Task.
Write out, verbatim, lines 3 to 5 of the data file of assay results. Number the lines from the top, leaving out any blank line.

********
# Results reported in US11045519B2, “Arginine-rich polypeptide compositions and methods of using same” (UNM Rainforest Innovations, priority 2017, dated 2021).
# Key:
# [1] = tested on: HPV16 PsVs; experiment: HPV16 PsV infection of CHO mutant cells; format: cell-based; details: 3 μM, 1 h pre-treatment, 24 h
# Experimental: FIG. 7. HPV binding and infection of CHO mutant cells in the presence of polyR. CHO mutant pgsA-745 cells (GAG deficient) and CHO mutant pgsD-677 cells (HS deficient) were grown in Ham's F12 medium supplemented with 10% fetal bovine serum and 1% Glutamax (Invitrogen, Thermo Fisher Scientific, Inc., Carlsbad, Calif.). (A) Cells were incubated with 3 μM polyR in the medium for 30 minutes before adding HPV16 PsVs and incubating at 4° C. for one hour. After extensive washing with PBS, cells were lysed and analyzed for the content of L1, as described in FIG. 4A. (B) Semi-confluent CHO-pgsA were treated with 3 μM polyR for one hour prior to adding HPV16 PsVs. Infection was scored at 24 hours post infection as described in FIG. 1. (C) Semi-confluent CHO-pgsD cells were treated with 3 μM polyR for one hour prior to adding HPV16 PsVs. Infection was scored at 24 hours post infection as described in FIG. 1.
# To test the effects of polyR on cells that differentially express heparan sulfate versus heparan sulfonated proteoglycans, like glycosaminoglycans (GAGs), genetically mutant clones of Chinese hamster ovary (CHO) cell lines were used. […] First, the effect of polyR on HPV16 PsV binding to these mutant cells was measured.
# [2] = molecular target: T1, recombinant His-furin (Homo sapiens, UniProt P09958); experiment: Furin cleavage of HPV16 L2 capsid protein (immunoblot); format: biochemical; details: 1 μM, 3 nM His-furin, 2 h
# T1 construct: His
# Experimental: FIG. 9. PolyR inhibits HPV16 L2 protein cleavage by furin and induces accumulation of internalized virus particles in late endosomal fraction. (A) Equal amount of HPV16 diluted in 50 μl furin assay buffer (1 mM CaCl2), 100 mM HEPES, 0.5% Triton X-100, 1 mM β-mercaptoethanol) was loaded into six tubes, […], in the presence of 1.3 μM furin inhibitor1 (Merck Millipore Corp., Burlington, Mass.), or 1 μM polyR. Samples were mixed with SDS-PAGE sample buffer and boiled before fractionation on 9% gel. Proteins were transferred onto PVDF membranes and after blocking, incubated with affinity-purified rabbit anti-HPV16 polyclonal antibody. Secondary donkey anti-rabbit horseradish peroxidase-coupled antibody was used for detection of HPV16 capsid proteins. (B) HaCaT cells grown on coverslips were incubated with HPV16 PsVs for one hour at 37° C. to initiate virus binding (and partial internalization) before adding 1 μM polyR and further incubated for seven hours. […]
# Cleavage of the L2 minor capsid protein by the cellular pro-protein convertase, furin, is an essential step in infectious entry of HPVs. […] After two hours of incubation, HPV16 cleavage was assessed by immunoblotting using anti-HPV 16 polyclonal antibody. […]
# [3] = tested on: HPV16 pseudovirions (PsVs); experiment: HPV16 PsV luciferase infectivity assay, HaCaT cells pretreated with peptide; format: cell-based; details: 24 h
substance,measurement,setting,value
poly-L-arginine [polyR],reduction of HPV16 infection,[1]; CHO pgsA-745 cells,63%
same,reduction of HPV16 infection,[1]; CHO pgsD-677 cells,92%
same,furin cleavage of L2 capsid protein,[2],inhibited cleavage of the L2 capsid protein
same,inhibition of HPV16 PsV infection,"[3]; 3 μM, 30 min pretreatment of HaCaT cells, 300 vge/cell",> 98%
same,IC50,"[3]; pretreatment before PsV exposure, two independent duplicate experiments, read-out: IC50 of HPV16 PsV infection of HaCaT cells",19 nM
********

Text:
# [1] = tested on: HPV16 PsVs; experiment: HPV16 PsV infection of CHO mutant cells; format: cell-based; details: 3 μM, 1 h pre-treatment, 24 h
# Experimental: FIG. 7. HPV binding and infection of CHO mutant cells in the presence of polyR. CHO mutant pgsA-745 cells (GAG deficient) and CHO mutant pgsD-677 cells (HS deficient) were grown in Ham's F12 medium supplemented with 10% fetal bovine serum and 1% Glutamax (Invitrogen, Thermo Fisher Scientific, Inc., Carlsbad, Calif.). (A) Cells were incubated with 3 μM polyR in the medium for 30 minutes before adding HPV16 PsVs and incubating at 4° C. for one hour. After extensive washing with PBS, cells were lysed and analyzed for the content of L1, as described in FIG. 4A. (B) Semi-confluent CHO-pgsA were treated with 3 μM polyR for one hour prior to adding HPV16 PsVs. Infection was scored at 24 hours post infection as described in FIG. 1. (C) Semi-confluent CHO-pgsD cells were treated with 3 μM polyR for one hour prior to adding HPV16 PsVs. Infection was scored at 24 hours post infection as described in FIG. 1.
# To test the effects of polyR on cells that differentially express heparan sulfate versus heparan sulfonated proteoglycans, like glycosaminoglycans (GAGs), genetically mutant clones of Chinese hamster ovary (CHO) cell lines were used. […] First, the effect of polyR on HPV16 PsV binding to these mutant cells was measured.